October is just around the corner, and what better way to recognize Breast Cancer Awareness Month than with news on how stinging insects may help fight the disease.
Research conducted to explore the cancer fighting properties of venom from Western honeybees (Apis mellifera), and the venom’s active component called melittin, on various types of breast cancer cells proved successful, according to results published in npj Precision Oncology in September.
Dr. Ciara Duffy of the Harry Perkins Institute of Medical Research and The University of Western Australia used the venom from 312 honeybees and buff-tailed bumblebees (Bombus terrestris) in Perth Western Australia, Ireland and England, to test the effects of the venom on the clinical subtypes of breast cancer, including triple-negative breast cancer, an aggressive form for which treatment options are limited.
“We found both honeybee venom and melittin significantly, selectively and rapidly reduced the viability of triple-negative breast cancer and HER2-enriched breast cancer cells,” Dr. Duffy said in a press statement. “The venom was extremely potent.”
A specific concentration of honeybee venom caused 100 percent of the cancer cells to die, but the impact on normal cells was minimal, the research showed.
“We found that melittin can completely destroy cancer cell membranes within 60 minutes,” she said.
In addition, within 20 minutes the melittin in the honeybee venom also substantially reduced the chemical messages of cancer cells that are necessary for their growth and division.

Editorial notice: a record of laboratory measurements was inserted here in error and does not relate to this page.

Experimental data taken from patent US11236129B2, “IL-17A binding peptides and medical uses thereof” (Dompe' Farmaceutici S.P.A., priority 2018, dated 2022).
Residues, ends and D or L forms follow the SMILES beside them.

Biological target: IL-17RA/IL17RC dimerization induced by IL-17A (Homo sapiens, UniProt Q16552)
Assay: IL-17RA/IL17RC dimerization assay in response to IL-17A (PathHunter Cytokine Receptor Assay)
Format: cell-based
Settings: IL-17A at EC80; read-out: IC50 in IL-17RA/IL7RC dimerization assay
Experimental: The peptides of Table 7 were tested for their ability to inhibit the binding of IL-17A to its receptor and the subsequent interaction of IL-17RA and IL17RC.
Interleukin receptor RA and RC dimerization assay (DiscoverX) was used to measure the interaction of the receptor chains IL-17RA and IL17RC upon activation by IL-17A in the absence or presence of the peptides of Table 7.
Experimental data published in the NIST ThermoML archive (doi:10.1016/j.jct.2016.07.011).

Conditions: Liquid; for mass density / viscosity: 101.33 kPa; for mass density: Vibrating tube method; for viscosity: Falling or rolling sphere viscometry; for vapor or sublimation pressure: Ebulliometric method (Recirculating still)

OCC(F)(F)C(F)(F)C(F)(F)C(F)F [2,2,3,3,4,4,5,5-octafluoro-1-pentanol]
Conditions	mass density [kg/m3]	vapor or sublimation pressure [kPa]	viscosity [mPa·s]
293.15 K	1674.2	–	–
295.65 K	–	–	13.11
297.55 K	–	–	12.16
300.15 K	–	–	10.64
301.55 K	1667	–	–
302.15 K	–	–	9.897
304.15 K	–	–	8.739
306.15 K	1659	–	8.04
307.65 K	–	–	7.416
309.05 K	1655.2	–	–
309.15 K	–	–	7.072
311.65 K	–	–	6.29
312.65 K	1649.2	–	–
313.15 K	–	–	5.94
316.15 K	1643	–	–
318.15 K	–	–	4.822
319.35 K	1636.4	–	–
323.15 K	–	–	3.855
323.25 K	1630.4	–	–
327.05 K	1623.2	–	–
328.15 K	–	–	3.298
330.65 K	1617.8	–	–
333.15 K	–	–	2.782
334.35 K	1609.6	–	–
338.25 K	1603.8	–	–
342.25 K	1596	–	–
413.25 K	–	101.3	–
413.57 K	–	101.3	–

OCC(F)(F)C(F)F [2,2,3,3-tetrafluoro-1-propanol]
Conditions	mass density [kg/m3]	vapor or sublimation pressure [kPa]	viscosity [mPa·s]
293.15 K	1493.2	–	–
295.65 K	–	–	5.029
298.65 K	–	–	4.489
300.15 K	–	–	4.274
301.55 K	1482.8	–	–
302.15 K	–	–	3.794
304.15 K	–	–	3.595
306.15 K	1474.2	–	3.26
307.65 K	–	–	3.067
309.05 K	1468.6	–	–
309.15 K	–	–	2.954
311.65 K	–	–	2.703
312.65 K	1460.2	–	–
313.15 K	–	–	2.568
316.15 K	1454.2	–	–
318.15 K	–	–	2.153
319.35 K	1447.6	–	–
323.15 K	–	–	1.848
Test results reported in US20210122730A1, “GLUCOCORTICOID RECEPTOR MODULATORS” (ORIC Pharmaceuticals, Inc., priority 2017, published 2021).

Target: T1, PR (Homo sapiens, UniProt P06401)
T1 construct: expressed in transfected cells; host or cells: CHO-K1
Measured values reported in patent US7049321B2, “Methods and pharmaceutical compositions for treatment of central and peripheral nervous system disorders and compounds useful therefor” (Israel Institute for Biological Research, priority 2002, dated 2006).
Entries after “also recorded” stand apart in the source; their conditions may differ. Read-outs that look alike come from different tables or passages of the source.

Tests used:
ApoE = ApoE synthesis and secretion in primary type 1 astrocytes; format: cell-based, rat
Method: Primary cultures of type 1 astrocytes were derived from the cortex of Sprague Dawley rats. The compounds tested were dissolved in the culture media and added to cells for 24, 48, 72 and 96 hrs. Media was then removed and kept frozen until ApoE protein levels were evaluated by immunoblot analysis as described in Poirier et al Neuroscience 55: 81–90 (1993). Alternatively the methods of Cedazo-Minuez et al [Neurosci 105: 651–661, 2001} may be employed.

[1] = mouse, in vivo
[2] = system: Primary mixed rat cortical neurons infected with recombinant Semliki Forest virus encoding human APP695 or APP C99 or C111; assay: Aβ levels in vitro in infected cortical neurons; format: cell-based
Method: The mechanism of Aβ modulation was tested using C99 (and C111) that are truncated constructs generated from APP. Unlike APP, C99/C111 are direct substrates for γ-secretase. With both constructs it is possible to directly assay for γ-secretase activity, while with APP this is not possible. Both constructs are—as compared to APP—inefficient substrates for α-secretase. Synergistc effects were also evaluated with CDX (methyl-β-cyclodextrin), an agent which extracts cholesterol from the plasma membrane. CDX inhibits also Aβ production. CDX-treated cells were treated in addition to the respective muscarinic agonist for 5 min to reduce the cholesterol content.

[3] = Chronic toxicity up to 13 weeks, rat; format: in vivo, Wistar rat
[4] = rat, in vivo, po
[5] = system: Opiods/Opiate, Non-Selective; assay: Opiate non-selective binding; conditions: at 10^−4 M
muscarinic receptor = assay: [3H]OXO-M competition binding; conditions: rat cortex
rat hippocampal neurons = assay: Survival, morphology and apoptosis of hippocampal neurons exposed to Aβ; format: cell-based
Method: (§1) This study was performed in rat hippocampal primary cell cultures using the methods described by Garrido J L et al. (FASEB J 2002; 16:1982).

Dr. Duffy said she collected venom from honeybees in Perth, Australia. “Perth bees are some of the healthiest in the world,” she said. “The bees were put to sleep with carbon dioxide and kept on ice before the venom barb was pulled out from the abdomen of the bee and the venom extracted by careful dissection.”
She said she wanted to compare the effects of Perth honeybee venom to other honeybee populations in Ireland and England, as well as to the venom of bumblebees.
“I found that the European honeybee in Australia, Ireland and England produced almost identical effects in breast cancer compared to normal cells,” Dr. Duffy said. “However, bumblebee venom was unable to induce cell death even at very high concentrations.”
According to the published study, other research has shown honeybee venom and melittin have shown positive antitumor outcomes in pancreatic, ovarian, cervical and non-small-cell lung cancers, as well as glioblastoma, melanoma and leukemia.